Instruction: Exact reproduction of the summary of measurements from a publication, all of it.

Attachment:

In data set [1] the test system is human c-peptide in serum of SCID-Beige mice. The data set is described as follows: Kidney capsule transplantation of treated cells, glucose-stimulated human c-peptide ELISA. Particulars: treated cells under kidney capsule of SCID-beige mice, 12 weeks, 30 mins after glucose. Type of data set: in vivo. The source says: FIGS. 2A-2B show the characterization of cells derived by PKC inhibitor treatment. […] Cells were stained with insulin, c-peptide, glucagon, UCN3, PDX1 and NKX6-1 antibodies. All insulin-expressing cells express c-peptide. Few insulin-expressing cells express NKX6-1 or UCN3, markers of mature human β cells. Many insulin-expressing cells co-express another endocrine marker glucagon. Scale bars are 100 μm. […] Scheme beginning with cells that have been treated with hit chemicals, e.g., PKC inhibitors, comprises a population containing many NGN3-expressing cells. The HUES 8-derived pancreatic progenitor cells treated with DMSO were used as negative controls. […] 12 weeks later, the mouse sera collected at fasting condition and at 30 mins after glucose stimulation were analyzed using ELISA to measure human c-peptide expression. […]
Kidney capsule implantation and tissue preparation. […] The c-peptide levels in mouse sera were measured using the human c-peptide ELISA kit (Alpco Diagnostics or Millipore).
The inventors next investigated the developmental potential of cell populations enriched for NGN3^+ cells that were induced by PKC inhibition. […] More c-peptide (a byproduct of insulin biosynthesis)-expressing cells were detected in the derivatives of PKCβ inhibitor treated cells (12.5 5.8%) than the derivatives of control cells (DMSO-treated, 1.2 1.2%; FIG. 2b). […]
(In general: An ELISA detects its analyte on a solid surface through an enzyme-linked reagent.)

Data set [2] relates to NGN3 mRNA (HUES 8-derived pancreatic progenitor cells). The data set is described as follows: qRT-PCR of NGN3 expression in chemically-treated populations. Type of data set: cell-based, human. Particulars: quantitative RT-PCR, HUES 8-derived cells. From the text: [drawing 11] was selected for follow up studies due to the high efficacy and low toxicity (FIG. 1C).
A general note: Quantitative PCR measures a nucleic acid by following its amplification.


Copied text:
In data set [1] the test system is human c-peptide in serum of SCID-Beige mice. The data set is described as follows: Kidney capsule transplantation of treated cells, glucose-stimulated human c-peptide ELISA. Particulars: treated cells under kidney capsule of SCID-beige mice, 12 weeks, 30 mins after glucose. Type of data set: in vivo. The source says: FIGS. 2A-2B show the characterization of cells derived by PKC inhibitor treatment. […] Cells were stained with insulin, c-peptide, glucagon, UCN3, PDX1 and NKX6-1 antibodies. All insulin-expressing cells express c-peptide. Few insulin-expressing cells express NKX6-1 or UCN3, markers of mature human β cells. Many insulin-expressing cells co-express another endocrine marker glucagon. Scale bars are 100 μm. […] Scheme beginning with cells that have been treated with hit chemicals, e.g., PKC inhibitors, comprises a population containing many NGN3-expressing cells. The HUES 8-derived pancreatic progenitor cells treated with DMSO were used as negative controls. […] 12 weeks later, the mouse sera collected at fasting condition and at 30 mins after glucose stimulation were analyzed using ELISA to measure human c-peptide expression. […]
Kidney capsule implantation and tissue preparation. […] The c-peptide levels in mouse sera were measured using the human c-peptide ELISA kit (Alpco Diagnostics or Millipore).
The inventors next investigated the developmental potential of cell populations enriched for NGN3^+ cells that were induced by PKC inhibition. […] More c-peptide (a byproduct of insulin biosynthesis)-expressing cells were detected in the derivatives of PKCβ inhibitor treated cells (12.5 5.8%) than the derivatives of control cells (DMSO-treated, 1.2 1.2%; FIG. 2b). […]
(In general: An ELISA detects its analyte on a solid surface through an enzyme-linked reagent.)

Data set [2] relates to NGN3 mRNA (HUES 8-derived pancreatic progenitor cells). The data set is described as follows: qRT-PCR of NGN3 expression in chemically-treated populations. Type of data set: cell-based, human. Particulars: quantitative RT-PCR, HUES 8-derived cells. From the text: [drawing 11] was selected for follow up studies due to the high efficacy and low toxicity (FIG. 1C).
A general note: Quantitative PCR measures a nucleic acid by following its amplification.